In the ELD curriculumframeworks chapter four, there were five themes discussed in the reading andthey include: Meaning Making, Language Development, Effective Expression,Content Knowledge, and Foundational Skills. In the meaning making theme, 2ndgraders are said to demonstrate increasing independence in gaining meaning fromthe texts they read. Their readings should be selected with their interests inmind, as well as relating with other curricula (social studies, science etc.)The readings should be selected at the grade level of the students, but thereshould also be readings which are more challenging to the readers to give themthe opportunity for growth. The teachers use the readings in conjunction withstrategies to facilitate literal and inferential comprehension. Teacher shouldencourage discussion among peers, for meaning making purposes.

The teachershould pose text-dependent questions that include but are not limited to:progressions in ideas, nuances in language, examining text organization,identify purpose of text using evidence from the text. Lastly, students shouldrevise written work with information from their teacher and peers. In grade two, studentsare taught to describe how words and phrases supply rhythm and meaning to astory/song/poem.

This is taught by stressing the importance of word choice, andusing strategies like; sentence level context cues, determine meaning of a wordusing known prefixes, using root words as clues, using meanings of individualwords to help determine the meaning of a compound words. In the second grade,students will begin to use dictionaries and glossaries in order to determinethe precise meaning of words and opportunities to use new vocabulary.  In other words, 2nd graders shouldhave many opportunities available for them to use language with both adults andpeers and learn to compare formal and informal uses of English.Effective expression ingrade two is accomplished by helping students to become increasingly skilled atexpressing themselves through writing, discussions, and presentations.  Students at this level focus on the meaningand messages in texts, and learn to use grade level language conventions. Thegoal in writing is to advance their ability to express their thoughts andknowledge skillfully. Children continue to learn that writing is a meaningfulact and they continue to learn about the learning process.

Second graderscontinue to work on their discussion skills and are given frequentopportunities to converse about grade level texts. Prior to the second gradestudents present in show and tell format or recite songs/poems. In the 2ndgrade, students begin to write their own narratives to present that include alogical sequence, details and a conclusion. Students in the second grade uselanguage conventions to communicate effectively in speaking and writing.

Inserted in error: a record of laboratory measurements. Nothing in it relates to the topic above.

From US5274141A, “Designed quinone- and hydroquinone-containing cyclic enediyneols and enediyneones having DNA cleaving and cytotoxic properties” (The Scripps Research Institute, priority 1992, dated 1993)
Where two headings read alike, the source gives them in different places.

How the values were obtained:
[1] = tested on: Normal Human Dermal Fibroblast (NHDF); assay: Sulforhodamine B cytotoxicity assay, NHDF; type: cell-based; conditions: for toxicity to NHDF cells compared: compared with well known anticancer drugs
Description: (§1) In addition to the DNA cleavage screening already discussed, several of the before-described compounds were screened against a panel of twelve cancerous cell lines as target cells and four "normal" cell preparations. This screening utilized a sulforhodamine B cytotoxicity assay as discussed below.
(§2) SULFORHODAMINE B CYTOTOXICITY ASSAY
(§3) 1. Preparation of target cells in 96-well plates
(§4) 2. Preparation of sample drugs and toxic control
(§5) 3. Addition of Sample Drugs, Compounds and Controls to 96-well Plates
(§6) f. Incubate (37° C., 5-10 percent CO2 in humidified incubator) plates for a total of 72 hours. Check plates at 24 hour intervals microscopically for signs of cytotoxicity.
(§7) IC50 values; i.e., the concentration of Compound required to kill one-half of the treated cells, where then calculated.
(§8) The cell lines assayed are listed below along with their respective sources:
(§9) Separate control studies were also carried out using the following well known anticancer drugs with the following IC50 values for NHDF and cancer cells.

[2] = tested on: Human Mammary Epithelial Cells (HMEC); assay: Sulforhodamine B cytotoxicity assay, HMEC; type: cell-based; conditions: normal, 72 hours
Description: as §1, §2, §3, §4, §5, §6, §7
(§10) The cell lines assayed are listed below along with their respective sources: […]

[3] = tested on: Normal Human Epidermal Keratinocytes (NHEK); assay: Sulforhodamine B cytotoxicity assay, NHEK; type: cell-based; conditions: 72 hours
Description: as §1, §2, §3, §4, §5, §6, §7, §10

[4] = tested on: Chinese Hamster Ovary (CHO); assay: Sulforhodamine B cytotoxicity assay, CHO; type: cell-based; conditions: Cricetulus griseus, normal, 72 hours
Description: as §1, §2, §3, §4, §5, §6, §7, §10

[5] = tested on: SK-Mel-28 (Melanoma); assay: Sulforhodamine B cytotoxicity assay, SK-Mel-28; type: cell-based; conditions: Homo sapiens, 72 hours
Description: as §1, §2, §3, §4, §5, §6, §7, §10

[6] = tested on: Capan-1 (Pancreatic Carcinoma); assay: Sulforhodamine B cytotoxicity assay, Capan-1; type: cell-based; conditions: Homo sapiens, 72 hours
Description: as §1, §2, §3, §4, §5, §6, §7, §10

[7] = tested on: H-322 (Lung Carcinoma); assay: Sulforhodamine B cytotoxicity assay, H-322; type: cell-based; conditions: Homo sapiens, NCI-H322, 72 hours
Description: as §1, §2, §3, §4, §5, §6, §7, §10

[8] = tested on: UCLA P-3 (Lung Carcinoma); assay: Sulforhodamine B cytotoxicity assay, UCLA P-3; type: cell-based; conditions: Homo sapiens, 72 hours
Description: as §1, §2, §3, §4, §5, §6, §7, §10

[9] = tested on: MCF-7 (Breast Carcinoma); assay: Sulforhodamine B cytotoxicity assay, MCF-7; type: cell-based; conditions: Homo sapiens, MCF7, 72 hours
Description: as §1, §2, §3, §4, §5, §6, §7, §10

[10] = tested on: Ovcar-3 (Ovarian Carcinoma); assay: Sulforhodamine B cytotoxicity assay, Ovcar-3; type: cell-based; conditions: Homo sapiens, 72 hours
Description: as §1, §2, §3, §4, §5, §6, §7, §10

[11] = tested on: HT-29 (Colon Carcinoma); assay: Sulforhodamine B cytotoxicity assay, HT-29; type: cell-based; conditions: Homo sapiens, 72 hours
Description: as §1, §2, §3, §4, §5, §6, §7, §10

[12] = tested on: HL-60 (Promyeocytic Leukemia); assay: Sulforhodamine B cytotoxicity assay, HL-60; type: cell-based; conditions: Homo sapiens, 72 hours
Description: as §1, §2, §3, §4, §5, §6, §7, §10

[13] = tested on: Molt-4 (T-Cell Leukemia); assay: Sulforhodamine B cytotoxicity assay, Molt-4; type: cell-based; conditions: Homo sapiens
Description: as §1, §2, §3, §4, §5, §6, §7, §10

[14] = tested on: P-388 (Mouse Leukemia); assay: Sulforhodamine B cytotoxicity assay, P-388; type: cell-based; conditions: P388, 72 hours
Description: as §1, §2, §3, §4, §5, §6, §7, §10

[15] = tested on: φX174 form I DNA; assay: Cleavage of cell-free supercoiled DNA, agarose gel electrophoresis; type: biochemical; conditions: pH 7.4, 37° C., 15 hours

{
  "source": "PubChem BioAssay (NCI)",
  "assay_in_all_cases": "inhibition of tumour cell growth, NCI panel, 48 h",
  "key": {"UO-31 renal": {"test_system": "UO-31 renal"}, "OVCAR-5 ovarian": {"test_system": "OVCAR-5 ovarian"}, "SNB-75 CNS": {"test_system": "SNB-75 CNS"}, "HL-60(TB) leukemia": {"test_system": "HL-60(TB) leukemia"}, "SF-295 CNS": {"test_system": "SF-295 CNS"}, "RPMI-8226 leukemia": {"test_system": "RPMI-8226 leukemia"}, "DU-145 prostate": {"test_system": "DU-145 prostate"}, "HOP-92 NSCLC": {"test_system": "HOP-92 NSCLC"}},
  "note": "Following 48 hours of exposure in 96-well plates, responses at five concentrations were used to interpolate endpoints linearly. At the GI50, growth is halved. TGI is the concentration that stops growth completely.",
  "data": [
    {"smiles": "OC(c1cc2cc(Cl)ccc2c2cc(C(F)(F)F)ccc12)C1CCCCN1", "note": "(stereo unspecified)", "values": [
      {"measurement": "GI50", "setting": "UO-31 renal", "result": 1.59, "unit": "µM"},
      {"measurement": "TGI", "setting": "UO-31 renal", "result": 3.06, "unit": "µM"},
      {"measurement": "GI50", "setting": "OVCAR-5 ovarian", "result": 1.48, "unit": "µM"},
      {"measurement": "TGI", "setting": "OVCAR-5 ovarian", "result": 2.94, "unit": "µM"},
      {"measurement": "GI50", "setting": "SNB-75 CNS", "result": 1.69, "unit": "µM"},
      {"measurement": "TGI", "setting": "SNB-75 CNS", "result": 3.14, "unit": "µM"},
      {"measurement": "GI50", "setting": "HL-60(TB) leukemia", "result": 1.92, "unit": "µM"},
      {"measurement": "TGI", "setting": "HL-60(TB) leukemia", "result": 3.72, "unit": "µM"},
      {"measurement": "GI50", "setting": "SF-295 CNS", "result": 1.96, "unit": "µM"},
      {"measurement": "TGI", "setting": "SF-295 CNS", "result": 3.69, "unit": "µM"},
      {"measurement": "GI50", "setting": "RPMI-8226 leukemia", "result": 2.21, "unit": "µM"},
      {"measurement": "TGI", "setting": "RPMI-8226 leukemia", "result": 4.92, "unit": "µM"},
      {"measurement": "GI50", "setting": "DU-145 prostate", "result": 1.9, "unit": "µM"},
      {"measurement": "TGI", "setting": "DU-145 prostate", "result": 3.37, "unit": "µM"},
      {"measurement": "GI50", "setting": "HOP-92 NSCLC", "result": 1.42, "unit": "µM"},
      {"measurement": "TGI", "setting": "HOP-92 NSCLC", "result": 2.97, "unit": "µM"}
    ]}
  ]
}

Thetwo language conventions used to communicate effectively in the second gradeare grammar usage in speaking and writing and capitalization, punctuation, andspelling in writing. Content knowledge isexpanded in the second grade because students are becoming more independentreaders and are free to read about the content of their choice. Teachers shouldhave an independent reading program where students can pick out books thatpique their interest.

Students are learning about the world around them and itis important to have students to write about what they read on a daily basis,discuss and ask text-dependent questions. In addition, teachers must providemeaningful hands on learning activities for students to expand on the conceptsfrom the lesson.Foundational skillsthat second graders continue to develop are phonics, word recognition skills, andfluency with grade level text. Techniques for decoding words start with lesscomplex to more complex methods for decoding individual words. Activities caninclude putting words together using sounds/letters and moving them around tomake a word. The teacher could pronounce a target word clearly, give students agroup of letters and have them arrange them into the correct order based ontheir sound letter relationship. It is important to give students as muchexposure to letter combinations which are more unusual /ch/ sounds for example,where the sound of the /c/ or the /h/ are not evident in the pronunciation whenthe letters are combined to form words like /choose/ etc.

The more students areexposed to certain combinations of sounds they will start to remember thepatterns and apply the rules to other words. The same rules can also apply tofluency, the more exposure to words, and patterns, the more the student willdevelop fluency.

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